Thursday kicked off with a keynote from Linda Rising in which she described her personal journey of discover of, and with Patterns. I’m lucky enough to count Linda as a friend, and I already knew much of the patterns story she told. Still, I had fresh insights and understanding.
For many of those in the room Linda’s ideas and thoughts were completely new. She finished by presenting us with something of a challenge - albeit on originally thrown down by Christopher Alexander - What are you doing to make a better world?
Next I went along to Phil Nash’s talk on Objective-C. He tried to teach Objective-C in 90 minutes. He almost managed it too! I don’t really code anymore but I enjoyed this insight into another language and how Mac’s and iPhones are programmed.
Mark Delgarno of Software Acumen and Helen Sharp of the Open University workshop on “What motivates software developers?” provided plenty of food for thought.
Helen reported on her research which can be summarised as: “Nobody knows” - basically there are many studies, but none of them actually bothered to define what is a “software developer” so they covered project managers, coders, testers, and possibly many other people who are involved one way or another with creating software but have very different approaches, skills and motivation.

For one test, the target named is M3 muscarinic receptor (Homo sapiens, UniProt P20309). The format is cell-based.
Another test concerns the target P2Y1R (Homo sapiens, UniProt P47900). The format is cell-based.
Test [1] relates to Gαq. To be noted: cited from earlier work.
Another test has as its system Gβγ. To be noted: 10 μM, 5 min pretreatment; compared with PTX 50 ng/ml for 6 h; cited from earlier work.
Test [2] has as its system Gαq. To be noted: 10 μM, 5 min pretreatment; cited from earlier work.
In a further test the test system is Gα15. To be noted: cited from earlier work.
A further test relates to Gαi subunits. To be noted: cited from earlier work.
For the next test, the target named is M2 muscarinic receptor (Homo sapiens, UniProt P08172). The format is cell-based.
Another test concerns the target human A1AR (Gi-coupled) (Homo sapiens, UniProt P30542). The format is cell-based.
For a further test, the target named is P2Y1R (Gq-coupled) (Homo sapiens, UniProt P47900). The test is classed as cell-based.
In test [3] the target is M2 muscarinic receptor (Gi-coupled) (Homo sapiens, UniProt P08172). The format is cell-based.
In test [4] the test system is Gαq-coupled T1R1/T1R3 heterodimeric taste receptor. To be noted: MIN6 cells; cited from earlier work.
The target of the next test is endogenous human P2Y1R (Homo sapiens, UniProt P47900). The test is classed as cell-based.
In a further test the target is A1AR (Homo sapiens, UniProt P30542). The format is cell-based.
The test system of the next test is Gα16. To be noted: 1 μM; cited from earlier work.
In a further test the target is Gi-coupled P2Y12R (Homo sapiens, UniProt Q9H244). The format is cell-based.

For me Thursday’s sessons finished as they had begun with Linda. The good news from this session is that we, as human beings, are hard wired to be optimistic. The bad news is that consequently that means we cannot estimate work and even when presented with evidence we make the same mistakes. I’ve mentioned our confirmation bias before in this blog, this presentation was a though examination of the issue.
A new innovation at ACCU conference this year was the introduction of lightening talks. After the main sessions on Thursday and Friday an hour was given over to short (5 minute), talks and presentation from various people. The speakers and subjects were only agree on the day and several of the talks were only written in the hours before.
I got several nuggets of information from these talks. Two in particular stick on my mind: the Google Web Toolkit as an alternative to Selenium (Paul Grenyer); and the advantages of giving specifications by example rather than by rule (Keith Braithwaite),